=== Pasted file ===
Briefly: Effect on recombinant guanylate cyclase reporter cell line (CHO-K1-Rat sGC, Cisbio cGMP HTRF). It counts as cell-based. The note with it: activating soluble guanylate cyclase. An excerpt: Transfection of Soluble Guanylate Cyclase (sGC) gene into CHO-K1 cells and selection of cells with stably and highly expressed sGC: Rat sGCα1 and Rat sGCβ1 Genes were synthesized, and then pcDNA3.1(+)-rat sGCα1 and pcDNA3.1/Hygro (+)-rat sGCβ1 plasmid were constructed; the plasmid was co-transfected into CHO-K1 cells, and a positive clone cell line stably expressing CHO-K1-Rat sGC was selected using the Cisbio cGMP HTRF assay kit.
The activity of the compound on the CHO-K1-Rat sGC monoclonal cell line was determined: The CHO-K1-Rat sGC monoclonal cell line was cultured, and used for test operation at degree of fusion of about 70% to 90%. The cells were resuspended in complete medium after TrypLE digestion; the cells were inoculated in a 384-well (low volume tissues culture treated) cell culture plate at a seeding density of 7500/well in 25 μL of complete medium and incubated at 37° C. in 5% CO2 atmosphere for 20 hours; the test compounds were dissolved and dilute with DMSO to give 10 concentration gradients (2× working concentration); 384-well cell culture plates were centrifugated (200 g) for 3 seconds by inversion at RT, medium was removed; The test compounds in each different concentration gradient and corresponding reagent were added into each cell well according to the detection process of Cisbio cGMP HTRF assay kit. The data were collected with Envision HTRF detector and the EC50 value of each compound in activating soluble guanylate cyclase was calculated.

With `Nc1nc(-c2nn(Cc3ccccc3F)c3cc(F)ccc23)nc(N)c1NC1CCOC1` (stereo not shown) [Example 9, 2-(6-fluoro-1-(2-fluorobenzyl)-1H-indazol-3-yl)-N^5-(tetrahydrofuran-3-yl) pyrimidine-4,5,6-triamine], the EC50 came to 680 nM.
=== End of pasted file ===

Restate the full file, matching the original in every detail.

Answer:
Briefly: Effect on recombinant guanylate cyclase reporter cell line (CHO-K1-Rat sGC, Cisbio cGMP HTRF). It counts as cell-based. The note with it: activating soluble guanylate cyclase. An excerpt: Transfection of Soluble Guanylate Cyclase (sGC) gene into CHO-K1 cells and selection of cells with stably and highly expressed sGC: Rat sGCα1 and Rat sGCβ1 Genes were synthesized, and then pcDNA3.1(+)-rat sGCα1 and pcDNA3.1/Hygro (+)-rat sGCβ1 plasmid were constructed; the plasmid was co-transfected into CHO-K1 cells, and a positive clone cell line stably expressing CHO-K1-Rat sGC was selected using the Cisbio cGMP HTRF assay kit.
The activity of the compound on the CHO-K1-Rat sGC monoclonal cell line was determined: The CHO-K1-Rat sGC monoclonal cell line was cultured, and used for test operation at degree of fusion of about 70% to 90%. The cells were resuspended in complete medium after TrypLE digestion; the cells were inoculated in a 384-well (low volume tissues culture treated) cell culture plate at a seeding density of 7500/well in 25 μL of complete medium and incubated at 37° C. in 5% CO2 atmosphere for 20 hours; the test compounds were dissolved and dilute with DMSO to give 10 concentration gradients (2× working concentration); 384-well cell culture plates were centrifugated (200 g) for 3 seconds by inversion at RT, medium was removed; The test compounds in each different concentration gradient and corresponding reagent were added into each cell well according to the detection process of Cisbio cGMP HTRF assay kit. The data were collected with Envision HTRF detector and the EC50 value of each compound in activating soluble guanylate cyclase was calculated.

With `Nc1nc(-c2nn(Cc3ccccc3F)c3cc(F)ccc23)nc(N)c1NC1CCOC1` (stereo not shown) [Example 9, 2-(6-fluoro-1-(2-fluorobenzyl)-1H-indazol-3-yl)-N^5-(tetrahydrofuran-3-yl) pyrimidine-4,5,6-triamine], the EC50 came to 680 nM.